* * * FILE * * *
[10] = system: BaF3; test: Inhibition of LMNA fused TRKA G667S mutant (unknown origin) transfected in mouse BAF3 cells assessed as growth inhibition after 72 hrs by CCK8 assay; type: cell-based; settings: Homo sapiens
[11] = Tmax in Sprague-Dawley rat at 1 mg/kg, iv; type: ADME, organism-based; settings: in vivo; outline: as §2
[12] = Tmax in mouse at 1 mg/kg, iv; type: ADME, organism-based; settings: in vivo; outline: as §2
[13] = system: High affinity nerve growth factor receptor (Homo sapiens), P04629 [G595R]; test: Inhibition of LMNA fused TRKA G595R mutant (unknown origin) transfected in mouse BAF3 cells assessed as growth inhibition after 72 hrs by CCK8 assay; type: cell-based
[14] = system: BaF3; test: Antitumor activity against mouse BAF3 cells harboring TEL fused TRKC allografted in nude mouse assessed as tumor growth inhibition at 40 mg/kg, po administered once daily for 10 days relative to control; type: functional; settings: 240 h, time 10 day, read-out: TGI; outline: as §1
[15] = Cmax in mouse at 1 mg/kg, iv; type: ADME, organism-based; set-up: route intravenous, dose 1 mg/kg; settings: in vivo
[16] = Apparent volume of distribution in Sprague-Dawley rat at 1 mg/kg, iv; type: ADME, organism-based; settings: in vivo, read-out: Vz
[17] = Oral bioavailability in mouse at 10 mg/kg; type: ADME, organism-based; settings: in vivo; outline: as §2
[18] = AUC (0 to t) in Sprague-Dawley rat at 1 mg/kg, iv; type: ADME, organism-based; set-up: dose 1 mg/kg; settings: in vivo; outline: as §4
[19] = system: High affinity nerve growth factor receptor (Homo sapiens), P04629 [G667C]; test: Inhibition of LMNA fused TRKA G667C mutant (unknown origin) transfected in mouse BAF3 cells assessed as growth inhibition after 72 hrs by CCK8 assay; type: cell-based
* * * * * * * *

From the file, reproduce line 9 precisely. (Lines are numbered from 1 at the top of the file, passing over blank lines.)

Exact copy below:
[18] = AUC (0 to t) in Sprague-Dawley rat at 1 mg/kg, iv; type: ADME, organism-based; set-up: dose 1 mg/kg; settings: in vivo; outline: as §4